According to a study conducted by the Employee Benefit Research Institute and published by the Wall Street Journal, workers’ and retirees’ confidence about their retirement security has deteriorated sharply during the past two years. The survey of 1,257 Americans found that the percentage of workers who are very confident about having enough money to retire comfortably has dropped to 13% this year, a record low. That is down from 18% in 2008, and a record high of 27% in 2007.
According to Jack VanDerhei, a survey co-author, retirees are waking up to what amounts to “a huge gap between what people think it’s going to take to retire comfortably and what it actually takes.” With 49% of people 55 and older having saved less than $50,000, many people will be forced to settle for “a much lower standard of living in retirement than what they had hoped for.”
Additionally, only 25% of today’s workers are highly optimistic about covering basic expenses such as food and housing costs in retirement, down from 34% in 2008. Just 13% say they are very likely to have enough to defray medical expenses, down from 18%. Those figures are down from 40% and 20%, respectively, in 2007.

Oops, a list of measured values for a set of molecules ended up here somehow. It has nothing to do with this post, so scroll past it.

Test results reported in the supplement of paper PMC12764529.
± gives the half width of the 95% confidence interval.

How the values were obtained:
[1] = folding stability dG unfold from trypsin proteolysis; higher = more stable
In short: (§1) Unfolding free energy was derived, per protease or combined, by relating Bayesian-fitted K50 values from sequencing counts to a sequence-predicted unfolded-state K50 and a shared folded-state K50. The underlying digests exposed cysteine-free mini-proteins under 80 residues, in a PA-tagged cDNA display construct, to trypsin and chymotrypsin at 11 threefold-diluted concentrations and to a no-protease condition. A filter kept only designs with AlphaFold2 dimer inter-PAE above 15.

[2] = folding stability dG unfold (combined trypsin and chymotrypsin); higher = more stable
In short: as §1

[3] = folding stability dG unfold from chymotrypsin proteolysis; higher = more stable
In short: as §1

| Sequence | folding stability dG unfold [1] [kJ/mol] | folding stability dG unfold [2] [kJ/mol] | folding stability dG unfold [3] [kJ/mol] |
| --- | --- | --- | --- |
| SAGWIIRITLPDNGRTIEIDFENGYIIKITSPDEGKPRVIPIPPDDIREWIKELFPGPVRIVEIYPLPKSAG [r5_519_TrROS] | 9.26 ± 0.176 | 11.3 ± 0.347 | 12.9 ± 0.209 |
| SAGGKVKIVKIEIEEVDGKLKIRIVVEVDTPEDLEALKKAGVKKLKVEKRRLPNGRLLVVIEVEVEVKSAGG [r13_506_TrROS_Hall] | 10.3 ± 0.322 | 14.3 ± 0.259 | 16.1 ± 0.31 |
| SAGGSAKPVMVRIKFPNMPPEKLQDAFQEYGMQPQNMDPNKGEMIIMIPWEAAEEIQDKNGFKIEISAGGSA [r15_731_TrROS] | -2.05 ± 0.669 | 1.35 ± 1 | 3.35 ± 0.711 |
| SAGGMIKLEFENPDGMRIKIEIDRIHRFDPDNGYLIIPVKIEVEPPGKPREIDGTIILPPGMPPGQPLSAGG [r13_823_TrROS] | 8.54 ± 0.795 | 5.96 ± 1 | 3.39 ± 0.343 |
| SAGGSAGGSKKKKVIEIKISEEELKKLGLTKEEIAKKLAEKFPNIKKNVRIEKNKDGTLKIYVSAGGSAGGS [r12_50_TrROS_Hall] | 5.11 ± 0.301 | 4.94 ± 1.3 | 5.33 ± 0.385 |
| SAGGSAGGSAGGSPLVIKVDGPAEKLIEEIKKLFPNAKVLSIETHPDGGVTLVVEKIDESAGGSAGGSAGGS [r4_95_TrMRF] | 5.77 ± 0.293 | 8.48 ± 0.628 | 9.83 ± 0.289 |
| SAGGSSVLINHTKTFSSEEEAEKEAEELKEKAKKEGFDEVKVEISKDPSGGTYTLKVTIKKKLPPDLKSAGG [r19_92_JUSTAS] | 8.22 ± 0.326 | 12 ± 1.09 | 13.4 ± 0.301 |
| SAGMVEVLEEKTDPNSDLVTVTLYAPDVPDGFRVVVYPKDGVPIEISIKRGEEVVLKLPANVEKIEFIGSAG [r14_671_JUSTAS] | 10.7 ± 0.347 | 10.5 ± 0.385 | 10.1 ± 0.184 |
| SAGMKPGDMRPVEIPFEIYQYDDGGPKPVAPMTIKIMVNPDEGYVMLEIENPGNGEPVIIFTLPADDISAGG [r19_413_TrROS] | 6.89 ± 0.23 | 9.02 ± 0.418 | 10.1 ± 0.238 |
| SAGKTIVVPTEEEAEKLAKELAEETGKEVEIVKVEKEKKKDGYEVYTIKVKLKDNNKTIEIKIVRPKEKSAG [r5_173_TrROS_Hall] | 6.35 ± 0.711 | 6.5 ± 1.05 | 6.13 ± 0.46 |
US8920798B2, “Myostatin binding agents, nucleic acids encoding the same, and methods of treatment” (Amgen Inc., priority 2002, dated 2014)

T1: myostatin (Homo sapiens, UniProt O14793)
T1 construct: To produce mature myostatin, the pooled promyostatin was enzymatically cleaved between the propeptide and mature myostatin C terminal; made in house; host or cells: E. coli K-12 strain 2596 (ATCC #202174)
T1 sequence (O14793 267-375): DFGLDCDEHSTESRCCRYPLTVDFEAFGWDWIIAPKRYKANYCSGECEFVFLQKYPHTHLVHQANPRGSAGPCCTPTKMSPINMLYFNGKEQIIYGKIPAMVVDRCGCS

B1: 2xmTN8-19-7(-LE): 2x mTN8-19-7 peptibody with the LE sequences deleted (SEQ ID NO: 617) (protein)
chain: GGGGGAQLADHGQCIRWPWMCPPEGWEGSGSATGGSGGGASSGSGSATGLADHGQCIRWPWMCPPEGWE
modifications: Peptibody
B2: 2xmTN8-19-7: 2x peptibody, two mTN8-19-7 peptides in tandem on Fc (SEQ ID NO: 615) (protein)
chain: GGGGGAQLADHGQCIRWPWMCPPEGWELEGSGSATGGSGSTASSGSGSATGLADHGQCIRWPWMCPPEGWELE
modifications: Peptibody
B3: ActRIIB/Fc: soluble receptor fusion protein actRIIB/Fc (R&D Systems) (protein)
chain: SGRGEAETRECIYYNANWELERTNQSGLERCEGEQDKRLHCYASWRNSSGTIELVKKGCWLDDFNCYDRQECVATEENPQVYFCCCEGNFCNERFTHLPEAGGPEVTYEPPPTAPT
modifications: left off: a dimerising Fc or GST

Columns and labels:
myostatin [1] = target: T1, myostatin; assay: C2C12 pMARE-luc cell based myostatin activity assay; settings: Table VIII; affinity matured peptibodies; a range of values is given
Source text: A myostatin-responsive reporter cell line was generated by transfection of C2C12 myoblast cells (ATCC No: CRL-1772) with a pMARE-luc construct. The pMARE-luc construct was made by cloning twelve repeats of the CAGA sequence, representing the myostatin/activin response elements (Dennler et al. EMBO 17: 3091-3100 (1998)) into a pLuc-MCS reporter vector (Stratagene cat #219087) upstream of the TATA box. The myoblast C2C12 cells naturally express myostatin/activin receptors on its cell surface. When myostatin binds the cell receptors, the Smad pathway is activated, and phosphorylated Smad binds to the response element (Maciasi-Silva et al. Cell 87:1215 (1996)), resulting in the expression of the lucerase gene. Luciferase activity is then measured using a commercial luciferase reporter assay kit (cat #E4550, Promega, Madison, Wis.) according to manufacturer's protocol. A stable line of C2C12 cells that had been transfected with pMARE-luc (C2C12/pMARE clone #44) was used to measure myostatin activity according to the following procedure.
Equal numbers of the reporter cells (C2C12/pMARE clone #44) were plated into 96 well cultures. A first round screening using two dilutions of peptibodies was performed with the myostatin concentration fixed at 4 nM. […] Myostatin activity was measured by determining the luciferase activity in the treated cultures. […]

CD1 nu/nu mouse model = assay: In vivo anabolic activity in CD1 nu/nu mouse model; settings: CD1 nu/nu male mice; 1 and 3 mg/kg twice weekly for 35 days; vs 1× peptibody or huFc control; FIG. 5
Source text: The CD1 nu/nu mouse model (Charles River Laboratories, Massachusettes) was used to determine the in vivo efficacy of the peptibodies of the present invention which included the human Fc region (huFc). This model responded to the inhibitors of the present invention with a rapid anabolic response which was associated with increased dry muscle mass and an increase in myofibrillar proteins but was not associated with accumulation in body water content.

However, the survey wasn’t all negative, and found that many people are taking action to shore up their retirement plans. Of people who are not confident in their ability to retire comfortably, 81% have cut spending, 38% say they are working more hours or have taken a second job, 25% have sought advice from a financial professional, and 25% are saving more. In fact, only 11% are cutting back their contributions to their retirement accounts.
If you have doubts about your ability to retire comfortably, or would just like to ensure you are still on track to meet your financial goals, now would be a great time to speak with a financial advisor. Please call to schedule a complimentary consultation.